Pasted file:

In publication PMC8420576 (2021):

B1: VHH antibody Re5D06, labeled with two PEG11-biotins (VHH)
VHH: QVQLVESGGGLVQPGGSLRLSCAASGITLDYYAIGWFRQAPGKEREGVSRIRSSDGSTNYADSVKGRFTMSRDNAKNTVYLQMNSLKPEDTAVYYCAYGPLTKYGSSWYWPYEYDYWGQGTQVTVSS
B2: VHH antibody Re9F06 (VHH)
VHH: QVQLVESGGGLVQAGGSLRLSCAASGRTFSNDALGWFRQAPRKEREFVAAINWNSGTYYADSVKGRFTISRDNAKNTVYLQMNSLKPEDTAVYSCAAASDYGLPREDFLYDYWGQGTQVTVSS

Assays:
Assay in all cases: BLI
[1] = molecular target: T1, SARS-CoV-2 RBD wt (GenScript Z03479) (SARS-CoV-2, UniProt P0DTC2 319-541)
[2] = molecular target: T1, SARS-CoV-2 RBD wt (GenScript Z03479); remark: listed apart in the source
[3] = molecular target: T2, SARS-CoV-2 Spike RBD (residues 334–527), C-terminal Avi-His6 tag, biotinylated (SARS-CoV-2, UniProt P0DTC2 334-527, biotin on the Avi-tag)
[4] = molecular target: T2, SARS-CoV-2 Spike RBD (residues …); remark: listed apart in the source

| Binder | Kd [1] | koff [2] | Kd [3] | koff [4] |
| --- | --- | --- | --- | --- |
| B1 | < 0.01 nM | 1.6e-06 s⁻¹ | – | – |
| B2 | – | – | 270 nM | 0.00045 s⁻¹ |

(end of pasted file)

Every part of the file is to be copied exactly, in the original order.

In publication PMC8420576 (2021):

B1: VHH antibody Re5D06, labeled with two PEG11-biotins (VHH)
VHH: QVQLVESGGGLVQPGGSLRLSCAASGITLDYYAIGWFRQAPGKEREGVSRIRSSDGSTNYADSVKGRFTMSRDNAKNTVYLQMNSLKPEDTAVYYCAYGPLTKYGSSWYWPYEYDYWGQGTQVTVSS
B2: VHH antibody Re9F06 (VHH)
VHH: QVQLVESGGGLVQAGGSLRLSCAASGRTFSNDALGWFRQAPRKEREFVAAINWNSGTYYADSVKGRFTISRDNAKNTVYLQMNSLKPEDTAVYSCAAASDYGLPREDFLYDYWGQGTQVTVSS

Assays:
Assay in all cases: BLI
[1] = molecular target: T1, SARS-CoV-2 RBD wt (GenScript Z03479) (SARS-CoV-2, UniProt P0DTC2 319-541)
[2] = molecular target: T1, SARS-CoV-2 RBD wt (GenScript Z03479); remark: listed apart in the source
[3] = molecular target: T2, SARS-CoV-2 Spike RBD (residues 334–527), C-terminal Avi-His6 tag, biotinylated (SARS-CoV-2, UniProt P0DTC2 334-527, biotin on the Avi-tag)
[4] = molecular target: T2, SARS-CoV-2 Spike RBD (residues …); remark: listed apart in the source

| Binder | Kd [1] | koff [2] | Kd [3] | koff [4] |
| --- | --- | --- | --- | --- |
| B1 | < 0.01 nM | 1.6e-06 s⁻¹ | – | – |
| B2 | – | – | 270 nM | 0.00045 s⁻¹ |